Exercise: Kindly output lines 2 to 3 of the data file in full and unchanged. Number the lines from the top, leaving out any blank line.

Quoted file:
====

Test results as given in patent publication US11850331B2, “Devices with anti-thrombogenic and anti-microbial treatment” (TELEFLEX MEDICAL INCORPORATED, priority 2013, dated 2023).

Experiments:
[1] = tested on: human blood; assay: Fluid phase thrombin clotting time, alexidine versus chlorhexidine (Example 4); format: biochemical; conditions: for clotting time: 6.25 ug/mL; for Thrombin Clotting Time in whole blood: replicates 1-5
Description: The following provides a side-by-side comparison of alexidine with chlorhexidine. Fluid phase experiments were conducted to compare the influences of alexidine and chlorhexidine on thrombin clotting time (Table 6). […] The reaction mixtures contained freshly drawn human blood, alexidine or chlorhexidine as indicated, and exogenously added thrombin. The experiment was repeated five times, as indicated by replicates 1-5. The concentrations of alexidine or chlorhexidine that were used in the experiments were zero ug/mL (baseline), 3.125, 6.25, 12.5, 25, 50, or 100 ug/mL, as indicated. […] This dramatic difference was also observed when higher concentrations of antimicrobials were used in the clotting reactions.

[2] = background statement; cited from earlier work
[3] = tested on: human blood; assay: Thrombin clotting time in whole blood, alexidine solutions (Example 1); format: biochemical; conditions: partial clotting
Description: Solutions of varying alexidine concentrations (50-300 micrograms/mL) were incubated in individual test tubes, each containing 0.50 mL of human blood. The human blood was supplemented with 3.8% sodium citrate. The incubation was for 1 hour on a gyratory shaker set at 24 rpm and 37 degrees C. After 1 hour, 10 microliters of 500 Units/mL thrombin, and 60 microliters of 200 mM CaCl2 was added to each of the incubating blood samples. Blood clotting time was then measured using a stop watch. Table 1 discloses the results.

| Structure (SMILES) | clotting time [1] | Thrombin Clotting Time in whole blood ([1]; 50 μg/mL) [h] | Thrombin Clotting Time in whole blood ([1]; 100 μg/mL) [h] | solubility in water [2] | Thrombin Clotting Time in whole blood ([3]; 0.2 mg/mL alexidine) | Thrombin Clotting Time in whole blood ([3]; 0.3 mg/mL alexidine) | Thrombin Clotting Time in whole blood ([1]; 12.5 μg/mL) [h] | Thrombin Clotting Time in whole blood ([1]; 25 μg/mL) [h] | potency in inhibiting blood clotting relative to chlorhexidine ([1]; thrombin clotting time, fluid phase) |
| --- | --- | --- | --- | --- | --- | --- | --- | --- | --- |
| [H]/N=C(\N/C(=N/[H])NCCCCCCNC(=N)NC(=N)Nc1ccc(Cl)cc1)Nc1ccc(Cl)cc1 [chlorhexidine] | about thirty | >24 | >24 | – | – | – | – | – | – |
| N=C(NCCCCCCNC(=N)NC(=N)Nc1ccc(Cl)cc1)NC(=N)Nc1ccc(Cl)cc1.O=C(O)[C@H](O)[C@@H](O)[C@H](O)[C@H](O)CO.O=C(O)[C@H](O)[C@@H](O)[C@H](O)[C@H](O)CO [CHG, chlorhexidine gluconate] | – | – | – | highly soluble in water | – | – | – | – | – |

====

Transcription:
Experiments:
[1] = tested on: human blood; assay: Fluid phase thrombin clotting time, alexidine versus chlorhexidine (Example 4); format: biochemical; conditions: for clotting time: 6.25 ug/mL; for Thrombin Clotting Time in whole blood: replicates 1-5